What are other Names for this Test? (Equivalent Terms)
- Mumps Ab Blood Test
What is Mumps Antibody Blood Test? (Background Information)
- Mumps, also called infectious parotitis, is a viral infection of the respiratory tract. It is spread through saliva, respiratory secretions, and aerosolized droplets of respiratory secretions. An individual may be infected with mumps for 2-3 weeks before symptoms appear. This is called the incubation period
- The recovery period may last several weeks. During this time, the immune system controls the virus and the infection becomes self-limiting. Antibodies are produced that target viral antigens and help rid mumps from the body. This also establishes future immunity
- Complications of mumps include inflammation of the testicles (orchitis), ovaries (oophoritis), and the meninges of the brain (meningitis). However, individuals who have received the measles, mumps, and rubeola (MMR) vaccine are less susceptible to infection by mumps
- The Mumps Antibody Blood Test helps detect antibodies specific to the mumps virus, which can indicate that an individual has been infected by the virus
- The test is performed by making dilutions of a blood sample – for example, 2-fold, 4-fold, 8-fold, and so on – and mixing each diluted sample with the mumps antigens
- Subsequent steps allow for the visualization of possible interactions between the antibodies and antigen through a reaction (such as by emission of light, color change, etc.) The highest dilution in which a reaction takes place is called the titer. The titers of the antibodies help in the diagnosis and monitoring of mumps
What are the Clinical Indications for performing the Mumps Antibody Blood Test?
Following are the clinical indicators for performing the Mumps Antibody Blood Test:
- Determining resistance to measles or mumps
- Sore throat
- Body rash
- Tenderness and pain in the testicles
- Gray-white patches on the tonsils
- Swollen lymph nodes
- Loss of appetite
How is the Specimen Collected for Mumps Antibody Blood Test?
Following is the specimen collection process for Mumps Antibody Blood Test:
Sample required: Blood
Process of obtaining a blood sample in adults:
- A band is wrapped around the arm, 3-4 inches above the collection site (superficial vein that lies within the elbow pit)
- The site is cleaned with 70% alcohol in an outward spiral, away from the zone of needle insertion
- The needle cap is removed and is held in line with the vein, pulling the skin tight
- With a small and quick thrust, the vein is penetrated using the needle
- The required amount of blood sample is collected by pulling the plunger of the syringe out slowly
- The wrap band is removed, gauze is placed on the collection site, and the needle is removed
- The blood is immediately transferred into the blood container, which has the appropriate preservative/clot activator/anti-coagulant
- The syringe and the needle are disposed into the appropriate “sharp container” for safe and hygienic disposal
Preparation required: No special preparation is needed prior to the test.
What is the Significance of the Mumps Antibody Blood Test Result?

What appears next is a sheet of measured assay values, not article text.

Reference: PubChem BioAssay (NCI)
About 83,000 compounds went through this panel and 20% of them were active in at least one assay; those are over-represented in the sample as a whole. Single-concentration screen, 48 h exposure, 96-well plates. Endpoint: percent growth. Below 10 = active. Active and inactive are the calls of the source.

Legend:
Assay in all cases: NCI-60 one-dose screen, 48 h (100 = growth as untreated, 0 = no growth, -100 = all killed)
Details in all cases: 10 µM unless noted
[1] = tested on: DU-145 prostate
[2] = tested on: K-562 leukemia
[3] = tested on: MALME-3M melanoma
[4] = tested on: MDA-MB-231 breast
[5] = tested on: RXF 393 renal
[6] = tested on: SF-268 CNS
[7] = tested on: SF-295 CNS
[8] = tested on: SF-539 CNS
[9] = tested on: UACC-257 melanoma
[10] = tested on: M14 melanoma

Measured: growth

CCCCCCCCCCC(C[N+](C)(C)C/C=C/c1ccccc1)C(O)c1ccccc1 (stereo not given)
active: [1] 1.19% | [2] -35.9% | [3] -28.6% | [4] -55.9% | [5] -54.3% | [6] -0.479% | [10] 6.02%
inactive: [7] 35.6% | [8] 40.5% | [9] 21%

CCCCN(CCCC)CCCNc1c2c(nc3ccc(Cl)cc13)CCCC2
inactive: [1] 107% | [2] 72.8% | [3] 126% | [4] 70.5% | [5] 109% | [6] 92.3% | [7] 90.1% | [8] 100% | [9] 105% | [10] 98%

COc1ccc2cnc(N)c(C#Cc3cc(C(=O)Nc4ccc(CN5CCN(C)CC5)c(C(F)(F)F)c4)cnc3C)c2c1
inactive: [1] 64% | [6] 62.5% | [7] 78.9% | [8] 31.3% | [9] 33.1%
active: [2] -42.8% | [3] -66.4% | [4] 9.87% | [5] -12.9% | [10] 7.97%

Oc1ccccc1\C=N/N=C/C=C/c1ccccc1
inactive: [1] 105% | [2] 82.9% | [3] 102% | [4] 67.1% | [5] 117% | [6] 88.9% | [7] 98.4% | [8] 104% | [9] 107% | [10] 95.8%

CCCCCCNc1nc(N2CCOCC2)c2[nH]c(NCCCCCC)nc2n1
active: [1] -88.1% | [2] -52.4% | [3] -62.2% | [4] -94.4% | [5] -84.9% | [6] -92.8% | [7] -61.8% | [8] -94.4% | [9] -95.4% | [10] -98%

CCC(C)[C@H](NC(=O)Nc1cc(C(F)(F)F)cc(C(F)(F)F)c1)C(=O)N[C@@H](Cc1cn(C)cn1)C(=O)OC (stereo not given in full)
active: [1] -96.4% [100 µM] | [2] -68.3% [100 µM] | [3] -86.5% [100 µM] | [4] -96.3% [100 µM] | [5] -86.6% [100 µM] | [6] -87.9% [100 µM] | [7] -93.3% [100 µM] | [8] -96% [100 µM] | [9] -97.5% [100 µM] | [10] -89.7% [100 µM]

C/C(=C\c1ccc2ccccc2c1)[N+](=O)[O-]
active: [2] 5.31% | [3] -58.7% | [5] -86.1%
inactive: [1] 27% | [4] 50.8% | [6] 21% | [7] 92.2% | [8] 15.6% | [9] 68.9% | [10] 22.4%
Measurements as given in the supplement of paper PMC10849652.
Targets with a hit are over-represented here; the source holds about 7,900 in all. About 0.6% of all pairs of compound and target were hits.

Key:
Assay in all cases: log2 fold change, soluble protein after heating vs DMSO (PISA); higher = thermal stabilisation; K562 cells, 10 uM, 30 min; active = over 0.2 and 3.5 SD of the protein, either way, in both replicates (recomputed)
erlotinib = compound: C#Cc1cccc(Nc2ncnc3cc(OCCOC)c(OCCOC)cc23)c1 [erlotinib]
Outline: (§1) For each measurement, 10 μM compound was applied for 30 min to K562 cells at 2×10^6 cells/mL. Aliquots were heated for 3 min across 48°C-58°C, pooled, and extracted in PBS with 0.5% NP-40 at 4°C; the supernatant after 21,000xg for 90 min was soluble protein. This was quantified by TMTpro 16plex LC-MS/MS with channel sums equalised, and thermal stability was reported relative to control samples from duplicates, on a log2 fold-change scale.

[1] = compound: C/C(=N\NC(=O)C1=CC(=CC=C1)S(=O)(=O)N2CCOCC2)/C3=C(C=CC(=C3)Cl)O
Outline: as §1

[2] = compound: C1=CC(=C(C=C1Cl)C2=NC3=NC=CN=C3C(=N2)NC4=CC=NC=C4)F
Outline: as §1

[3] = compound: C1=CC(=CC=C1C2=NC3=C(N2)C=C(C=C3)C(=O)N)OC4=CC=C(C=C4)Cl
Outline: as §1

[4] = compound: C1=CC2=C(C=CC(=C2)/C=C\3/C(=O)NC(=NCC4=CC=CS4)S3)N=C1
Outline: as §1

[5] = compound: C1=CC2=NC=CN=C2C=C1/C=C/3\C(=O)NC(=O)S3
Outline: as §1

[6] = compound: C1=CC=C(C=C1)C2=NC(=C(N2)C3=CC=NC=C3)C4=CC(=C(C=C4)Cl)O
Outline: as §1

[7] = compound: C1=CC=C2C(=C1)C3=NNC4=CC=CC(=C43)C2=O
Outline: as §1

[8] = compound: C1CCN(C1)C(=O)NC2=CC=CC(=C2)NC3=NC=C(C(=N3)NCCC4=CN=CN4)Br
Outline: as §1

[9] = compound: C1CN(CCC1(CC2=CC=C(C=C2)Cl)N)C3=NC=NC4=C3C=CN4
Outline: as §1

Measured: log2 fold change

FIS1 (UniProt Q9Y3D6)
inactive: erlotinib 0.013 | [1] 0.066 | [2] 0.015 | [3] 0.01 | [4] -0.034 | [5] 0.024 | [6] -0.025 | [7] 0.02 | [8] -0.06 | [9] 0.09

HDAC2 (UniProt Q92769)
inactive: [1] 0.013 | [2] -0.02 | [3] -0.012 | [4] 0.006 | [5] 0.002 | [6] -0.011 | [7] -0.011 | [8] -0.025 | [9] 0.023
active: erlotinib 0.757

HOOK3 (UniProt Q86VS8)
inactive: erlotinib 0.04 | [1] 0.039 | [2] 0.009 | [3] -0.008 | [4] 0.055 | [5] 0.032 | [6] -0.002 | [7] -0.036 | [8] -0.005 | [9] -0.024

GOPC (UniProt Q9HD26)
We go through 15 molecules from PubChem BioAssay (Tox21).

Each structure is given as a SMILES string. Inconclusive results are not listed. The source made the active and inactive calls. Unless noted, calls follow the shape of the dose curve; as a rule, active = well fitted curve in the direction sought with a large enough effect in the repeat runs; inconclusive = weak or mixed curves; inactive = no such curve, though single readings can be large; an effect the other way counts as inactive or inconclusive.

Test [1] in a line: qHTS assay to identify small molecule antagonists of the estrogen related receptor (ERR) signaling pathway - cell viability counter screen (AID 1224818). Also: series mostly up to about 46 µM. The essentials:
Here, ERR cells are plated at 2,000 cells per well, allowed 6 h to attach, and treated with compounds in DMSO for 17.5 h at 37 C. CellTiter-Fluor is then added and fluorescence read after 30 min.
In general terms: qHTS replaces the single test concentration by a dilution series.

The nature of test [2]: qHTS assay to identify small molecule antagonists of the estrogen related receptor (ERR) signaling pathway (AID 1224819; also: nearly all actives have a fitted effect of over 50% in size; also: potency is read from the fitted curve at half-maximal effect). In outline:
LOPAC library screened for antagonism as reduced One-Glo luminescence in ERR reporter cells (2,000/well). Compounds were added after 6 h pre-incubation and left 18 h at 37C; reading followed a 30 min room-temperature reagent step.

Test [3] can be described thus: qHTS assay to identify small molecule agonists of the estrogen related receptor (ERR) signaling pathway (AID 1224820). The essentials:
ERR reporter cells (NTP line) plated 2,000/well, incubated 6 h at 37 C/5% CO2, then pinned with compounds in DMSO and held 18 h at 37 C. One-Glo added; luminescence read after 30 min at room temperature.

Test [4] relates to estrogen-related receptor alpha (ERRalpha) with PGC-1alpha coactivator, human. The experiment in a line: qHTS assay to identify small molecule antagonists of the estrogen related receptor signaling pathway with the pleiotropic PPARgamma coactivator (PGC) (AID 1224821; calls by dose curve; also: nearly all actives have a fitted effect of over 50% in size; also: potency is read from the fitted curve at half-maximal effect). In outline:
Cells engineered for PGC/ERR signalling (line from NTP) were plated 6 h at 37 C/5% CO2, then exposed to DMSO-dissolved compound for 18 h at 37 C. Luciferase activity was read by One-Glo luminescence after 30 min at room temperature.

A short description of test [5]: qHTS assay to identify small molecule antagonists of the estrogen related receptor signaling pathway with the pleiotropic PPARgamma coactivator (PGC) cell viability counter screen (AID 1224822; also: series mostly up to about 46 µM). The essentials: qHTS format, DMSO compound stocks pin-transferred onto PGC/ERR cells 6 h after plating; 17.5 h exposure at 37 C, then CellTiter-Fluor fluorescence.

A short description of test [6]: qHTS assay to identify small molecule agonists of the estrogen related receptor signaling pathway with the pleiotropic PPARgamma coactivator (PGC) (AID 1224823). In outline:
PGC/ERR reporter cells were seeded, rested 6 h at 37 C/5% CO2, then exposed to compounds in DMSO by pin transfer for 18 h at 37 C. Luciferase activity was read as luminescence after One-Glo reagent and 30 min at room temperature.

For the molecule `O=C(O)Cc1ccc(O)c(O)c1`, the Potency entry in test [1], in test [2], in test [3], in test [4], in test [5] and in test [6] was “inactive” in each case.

A positive value for the Mumps Antibody Blood Test may point to a diagnosis of mumps.
- The value for the test is in the form of a titer
- A titer of more than 1:8 (meaning that at most an 8-fold dilution of an individual’s blood is sufficient to create a reaction) is interpreted as a positive result
The laboratory test results are NOT to be interpreted as results of a "stand-alone" test. The test results have to be interpreted after correlating with suitable clinical findings and additional supplemental tests/information. Your healthcare providers will explain the meaning of your tests results, based on the overall clinical scenario.
Additional and Relevant Useful Information:
Certain medications that you may be currently taking may influence the outcome of the test. Hence, it is important to inform your healthcare provider of the complete list of medications (including any herbal supplements) you are currently taking. This will help the healthcare provider interpret your test results more accurately and avoid unnecessary chances of a misdiagnosis.
What are some Useful Resources for Additional Information?
The following DoveMed website link is a useful resource for additional information:
Please visit our Laboratory Procedures Center for more physician-approved health information:
References and Information Sources used for the Article:
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Williamson, M. A., Snyder, L. M., & Wallach, J. B. (2011). Wallach's interpretation of diagnostic tests (9th ed.). Philadelphia: Wolters Kluwer/Lippincott Williams & Wilkins.
Helpful Peer-Reviewed Medical Articles:
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van den Berg, J. P., Westerbeek, E. A., Smits, G. P., van der Klis, F. R., Berbers, G. A., & van Elburg, R. M. (2014). Lower transplacental antibody transport for measles, mumps, rubella and varicella zoster in very preterm infants. PloS one, 9(4), e94714.
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Kee, J. L. (2010). Laboratory & Diagnostic Tests. Pearson Education.
Gupta, R. K., Best, J., & MacMahon, E. (2005). Mumps and the UK epidemic 2005. Bmj, 330(7500), 1132-1135.
Date, A. A., Kyaw, M. H., Rue, A. M., Julie, K., Obrecht, L., Krohn, T., ... & Dayan, G. H. (2008). Long-term persistence of mumps antibody after receipt of 2 measles-mumps-rubella (MMR) vaccinations and antibody response after a third MMR vaccination among a university population. Journal of Infectious Diseases, 197(12), 1662-1668.
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